Why then were we unable to come even close to meeting the steep recall signature requirement of 432,028 registered voter signatures in 120 days?   It's a simple and unfortunate fact:  It all boils down to one thing . . . money.  Only two Governors have been successfully recalled in U.S. history, and only one in modern times.  This was CA Gov. Gray Davis who was successfully recalled in 2003 (Gov. Schwarzenegger replaced him).  The difference between that recall effort and this one was that a single wealthy donor contributed $2,000,000 at the start of that effort compared with just a few thousand dollars contributed to our effort by a grassroots base largely comprised of the sick, disabled, and elderly dependent on AHCCCS (our state Medicaid program),  students, displaced workers, struggling homeowners and the like.  Many contributions we received were in odd amounts like $3.68 written on a check with a shaky hand signaling that it was a sacrificial contribution.

With $2,000,000, we too could have bought the media to generate awareness statewide about our recall effort which nearly everyone who signed told us they were unaware of until they had an encounter with one of our Circulators.  With $2,000,000 we could have hired professional petition circulators to blanket the state and mailed out petitions to every registered voter in the state.  With $2,000,000, we could have sent a very strong signal to governors and policy-makers across the country as we head into the 2012 elections.  I am confident that this would have had a major impact when you consider that Democrat Kathy Hogul won a special election opposing proposed cuts to Medicare by her opponent just the other day in New York's traditionally conservative 26th district.  
Put the resources behind me and this Committee's thousands of supporters, volunteers and petition signers and we'll bring it home.  We'll refile.  We'll build a broader coalition.  Or maybe we'll start a movement to demand responsible state government.  It can be done.  Let me know if you want us to do it.  Let me know if you'll help.  Let me know if you'll host fundraisers and call on prospective major donors.  Let me know if you'll dig deep in your own pockets starting now to help us explore our options with a qualified elections attorney, to pay our necessary expenses and to explore where we go from here.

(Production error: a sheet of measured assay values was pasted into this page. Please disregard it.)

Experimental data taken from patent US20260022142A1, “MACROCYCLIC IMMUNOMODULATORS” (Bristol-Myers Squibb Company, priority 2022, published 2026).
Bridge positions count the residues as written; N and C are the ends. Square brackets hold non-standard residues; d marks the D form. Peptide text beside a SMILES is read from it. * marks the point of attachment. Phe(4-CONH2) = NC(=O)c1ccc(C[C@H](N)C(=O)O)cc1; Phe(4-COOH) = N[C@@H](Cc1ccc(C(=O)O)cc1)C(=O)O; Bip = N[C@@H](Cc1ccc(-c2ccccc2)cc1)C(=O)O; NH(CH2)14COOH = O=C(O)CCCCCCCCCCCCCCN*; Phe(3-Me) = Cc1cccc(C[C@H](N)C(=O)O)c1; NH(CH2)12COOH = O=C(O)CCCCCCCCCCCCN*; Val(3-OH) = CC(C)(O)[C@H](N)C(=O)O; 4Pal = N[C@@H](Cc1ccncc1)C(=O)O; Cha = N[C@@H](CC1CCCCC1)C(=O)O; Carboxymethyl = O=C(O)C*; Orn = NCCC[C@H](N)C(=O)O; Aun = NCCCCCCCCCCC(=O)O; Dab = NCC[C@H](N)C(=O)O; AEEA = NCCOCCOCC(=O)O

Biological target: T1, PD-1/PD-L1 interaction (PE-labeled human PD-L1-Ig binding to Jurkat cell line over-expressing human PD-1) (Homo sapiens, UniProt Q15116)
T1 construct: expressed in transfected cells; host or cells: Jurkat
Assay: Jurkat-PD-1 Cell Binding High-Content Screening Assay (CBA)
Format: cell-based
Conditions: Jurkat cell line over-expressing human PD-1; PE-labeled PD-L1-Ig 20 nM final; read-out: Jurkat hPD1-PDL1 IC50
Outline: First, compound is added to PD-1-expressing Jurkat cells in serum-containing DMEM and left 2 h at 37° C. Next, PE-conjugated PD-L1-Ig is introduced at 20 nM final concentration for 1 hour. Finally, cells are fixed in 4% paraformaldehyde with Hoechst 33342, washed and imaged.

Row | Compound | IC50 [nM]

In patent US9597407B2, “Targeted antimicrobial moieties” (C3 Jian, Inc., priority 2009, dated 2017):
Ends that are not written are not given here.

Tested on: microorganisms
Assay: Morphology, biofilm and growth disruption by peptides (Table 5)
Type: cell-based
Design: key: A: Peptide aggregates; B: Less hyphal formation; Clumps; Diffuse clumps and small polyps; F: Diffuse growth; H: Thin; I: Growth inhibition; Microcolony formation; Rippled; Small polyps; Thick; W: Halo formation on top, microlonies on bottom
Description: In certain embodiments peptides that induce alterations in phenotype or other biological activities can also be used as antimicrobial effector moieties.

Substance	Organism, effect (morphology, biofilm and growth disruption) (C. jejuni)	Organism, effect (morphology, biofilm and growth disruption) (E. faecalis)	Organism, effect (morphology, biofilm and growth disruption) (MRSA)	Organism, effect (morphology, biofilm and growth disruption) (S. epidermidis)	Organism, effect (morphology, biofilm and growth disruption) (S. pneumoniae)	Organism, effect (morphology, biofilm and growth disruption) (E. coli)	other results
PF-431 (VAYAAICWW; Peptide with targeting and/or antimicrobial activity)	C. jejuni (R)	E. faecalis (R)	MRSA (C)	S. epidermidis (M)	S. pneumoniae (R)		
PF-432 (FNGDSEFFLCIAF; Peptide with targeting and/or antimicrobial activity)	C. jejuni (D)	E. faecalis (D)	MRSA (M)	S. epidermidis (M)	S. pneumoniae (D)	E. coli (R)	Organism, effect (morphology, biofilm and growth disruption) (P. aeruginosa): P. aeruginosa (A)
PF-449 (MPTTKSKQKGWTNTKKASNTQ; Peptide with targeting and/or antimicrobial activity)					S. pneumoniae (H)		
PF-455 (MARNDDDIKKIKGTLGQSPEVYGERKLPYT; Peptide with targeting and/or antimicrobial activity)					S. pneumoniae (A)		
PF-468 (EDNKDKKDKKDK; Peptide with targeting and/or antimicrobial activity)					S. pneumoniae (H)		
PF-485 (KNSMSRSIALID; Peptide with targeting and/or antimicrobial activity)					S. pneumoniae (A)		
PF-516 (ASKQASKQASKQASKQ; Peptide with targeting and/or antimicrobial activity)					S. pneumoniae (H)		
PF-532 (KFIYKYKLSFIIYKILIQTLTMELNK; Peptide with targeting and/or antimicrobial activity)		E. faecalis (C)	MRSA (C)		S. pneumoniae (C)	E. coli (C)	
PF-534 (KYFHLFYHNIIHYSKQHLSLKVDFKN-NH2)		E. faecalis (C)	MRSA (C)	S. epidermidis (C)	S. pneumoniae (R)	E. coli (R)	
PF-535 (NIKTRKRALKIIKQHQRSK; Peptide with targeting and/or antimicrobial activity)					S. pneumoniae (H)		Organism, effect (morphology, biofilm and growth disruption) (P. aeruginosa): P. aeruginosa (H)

We have so much to show for the few thousand dollars you sacrificed to contribute to this effort which will enable us to hit the ground running for whatever we do next.  Mostly, what we have to show is this:  We have proven that a Democracy is not held together by a party in power dominating the other party, quashing opposing views or taking a "my way or the highway" approach.  We have proven that impassioned Republicans, Democrats and Independents alike can agree to disagree and can work shoulder to shoulder as Americans to get something done that they do agree on.  We have proven that bipartisanship and mutual respect work.
I could not be more privileged to know inspiring volunteers like Linda G., David C., Gail S., Adrienne S., Terry H., Barb T., Pat M, Bob W., Megan Mc, Mark C., and too many others to even name.  You are what America is all about.  You are the"best of breed".  I am proud to to have worked with each and every one of you that has supported this effort and you have left me better for it.  

I hope that those who can will continue with me on this journey to restore Arizona to a place of dignity, hope, prosperity, pride and a return to the way of life that made our state such an enviable place to vacation at, spend the winters at, get educated at, move to and retire in.
Are you with me?
With hope and resolve,
Mimi Pryor, Chairman
Committee to Recall Arizona Governor Jan Brewer